Dedicated scientists help build a supercomputer

Scientists check the status of the Tianhe-3 supercomputer at the National Supercomputer Center in Tianjin. [Photo/Xinhua]

In the computer room of the National Supercomputing Center in Tianjin, rows of tidy black cabinets work on humanity’s greatest scientific questions, ranging from the evolution of the universe to modeling complex protein structures for discovery of drugs.

The machine, called Tianhe-1, is named after the river of stars in the night sky that makes up the Milky Way. For centuries, Tianhe has been a source of inspiration and exploration of Chinese culture, but in Tianjin it is now synonymous with innovation.

The instrument is China’s first petascale supercomputer capable of performing an average of more than 2.5 quadrillion operations per second. It can handle more than 1,400 computing tasks simultaneously, and about 1,000 research groups use the supercomputer every day, said Meng Xiangfei, the creator of Tianhe.

Meng and his colleagues are currently building the prototype of China’s next-generation exascale supercomputer called Tianhe-3 that can perform over a quintillion operations per second, which will be orders of magnitude more powerful than Tianhe-1.

About 15 years ago, Meng did not believe that China could independently develop a supercomputer, let alone become a global supercomputing powerhouse.

According to the latest edition of the Top500 in June, a list of the fastest supercomputers in the world, China has 173 such systems, followed by the United States with 128. The current most powerful supercomputer in China is the Sunway TaihuLight, which is ranked sixth in the world.

Meng, 43, is now scientific director of the application and research department of the National Supercomputing Center in Tianjin. Since joining the Chinese Communist Party about 20 years ago, Meng has devoted himself to the development of Chinese supercomputers.

“There is no end to innovation, and it is a great honor to be a member of the Party and to see our work appreciated by the nation,” he said.

In 2009, China planned to build its first supercomputing center in Tianjin. “We had nothing to work with at the time. Our office was not finished. There were only white walls and a concrete floor, even the electrical wires were hanging out in the open,” said Meng said. “We had to start the preparation and planning for the center in our employees’ dormitory.”

During these difficult times, Meng and his team worked as scientists and construction workers. They renovated the computer room, installed the electrical wires and transported the computer cabinets, each weighing more than a metric ton, to their appropriate locations.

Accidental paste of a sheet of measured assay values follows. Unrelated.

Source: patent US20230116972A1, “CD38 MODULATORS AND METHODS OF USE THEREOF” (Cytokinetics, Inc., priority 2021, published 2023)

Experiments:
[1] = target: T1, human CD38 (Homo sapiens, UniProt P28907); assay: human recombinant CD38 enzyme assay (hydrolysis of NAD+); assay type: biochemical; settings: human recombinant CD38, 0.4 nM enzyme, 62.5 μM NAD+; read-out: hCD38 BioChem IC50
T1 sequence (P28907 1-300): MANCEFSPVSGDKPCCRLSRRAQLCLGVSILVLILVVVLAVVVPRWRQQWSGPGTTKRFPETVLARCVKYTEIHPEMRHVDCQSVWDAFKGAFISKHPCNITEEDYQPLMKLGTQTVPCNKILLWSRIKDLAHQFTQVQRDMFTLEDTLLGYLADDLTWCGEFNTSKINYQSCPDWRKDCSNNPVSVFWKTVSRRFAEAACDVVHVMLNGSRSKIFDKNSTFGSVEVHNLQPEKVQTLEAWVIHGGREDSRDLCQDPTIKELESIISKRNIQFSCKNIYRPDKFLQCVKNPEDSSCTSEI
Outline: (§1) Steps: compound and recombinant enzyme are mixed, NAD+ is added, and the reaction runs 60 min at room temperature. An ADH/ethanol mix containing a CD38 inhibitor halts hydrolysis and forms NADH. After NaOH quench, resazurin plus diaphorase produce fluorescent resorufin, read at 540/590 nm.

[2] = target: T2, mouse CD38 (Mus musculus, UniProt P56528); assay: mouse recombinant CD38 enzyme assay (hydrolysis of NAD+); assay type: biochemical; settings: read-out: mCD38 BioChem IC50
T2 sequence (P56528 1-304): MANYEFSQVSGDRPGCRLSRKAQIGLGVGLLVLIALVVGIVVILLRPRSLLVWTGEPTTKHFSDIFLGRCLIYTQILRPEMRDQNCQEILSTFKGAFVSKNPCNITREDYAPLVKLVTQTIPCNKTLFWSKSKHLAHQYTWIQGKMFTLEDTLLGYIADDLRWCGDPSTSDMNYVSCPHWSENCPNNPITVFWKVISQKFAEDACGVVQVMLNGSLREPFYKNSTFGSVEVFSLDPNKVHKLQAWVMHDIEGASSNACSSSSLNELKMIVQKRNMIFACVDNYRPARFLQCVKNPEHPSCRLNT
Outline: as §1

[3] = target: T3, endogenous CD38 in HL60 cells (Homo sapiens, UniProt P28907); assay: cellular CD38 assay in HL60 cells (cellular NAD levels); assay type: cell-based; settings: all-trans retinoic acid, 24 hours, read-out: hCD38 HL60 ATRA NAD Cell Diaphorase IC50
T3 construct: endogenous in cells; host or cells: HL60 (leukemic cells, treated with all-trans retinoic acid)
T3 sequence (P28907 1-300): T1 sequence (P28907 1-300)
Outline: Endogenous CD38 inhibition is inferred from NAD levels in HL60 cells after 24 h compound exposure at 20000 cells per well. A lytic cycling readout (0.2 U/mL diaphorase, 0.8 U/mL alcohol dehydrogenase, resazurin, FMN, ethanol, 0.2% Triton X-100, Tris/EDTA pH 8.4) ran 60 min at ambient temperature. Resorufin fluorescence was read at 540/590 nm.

They also crawled under cabinets to install cables for hours in an ambient temperature of almost 40 C.

After building the machine, Meng and his colleagues needed to ensure that the new supercomputer could maintain stable performance at all times. They calibrated the machine during the day and at night they slept on the cardboard shipping boxes that came with the cabinets.

After seven months of hard work, Tianhe-1 was launched in October 2010 and was recognized as the world’s fastest supercomputer from November 2010 to June 2011. It was the first time that a Chinese supercomputer reached the top of the Top 500 list.

But skepticism and doubts quickly followed, with some experts claiming that Tianhe-1 was just a “giant gaming platform” and had no real industrial applications.

These comments infuriated Meng, who vowed to improve the machine’s application and software compatibility. “Only when the machine has useful applications can China consolidate its position in the global supercomputing industry,” he said.

At the time, Tianhe-1 could not run research software widely used to develop new pharmaceuticals, so Meng spent more than 20 sleepless days optimizing hundreds of thousands of lines of code to solve the problem. This laid the foundation for the large-scale application of the supercomputer in drug discovery and design.

“I always tell my teammates that every effort we put in will benefit our country in the end,” Meng said. His team then developed the technology for processing high-definition images used for oil and gas geological research, eliminating the need for China to spend millions of yuan to rent supercomputer computing capacity from the United States. and in Europe.

Tianhe-1 is now being used in a wide range of fields, including aerospace technology, weather forecasting, nuclear fusion and fighting COVID-19 through drug screening and cloud diagnostics, Meng said. Since its inception, the instrument has led to more than 4,000 scientific and technological breakthroughs.

“It is truly an instrument of national significance that culminates generations of hard work by Chinese scientists and engineers,” Meng said.

“As we push the frontiers of science, we as CPC members must be courageous, innovative and contribute more to our nation’s self-sufficiency in science and technology.”

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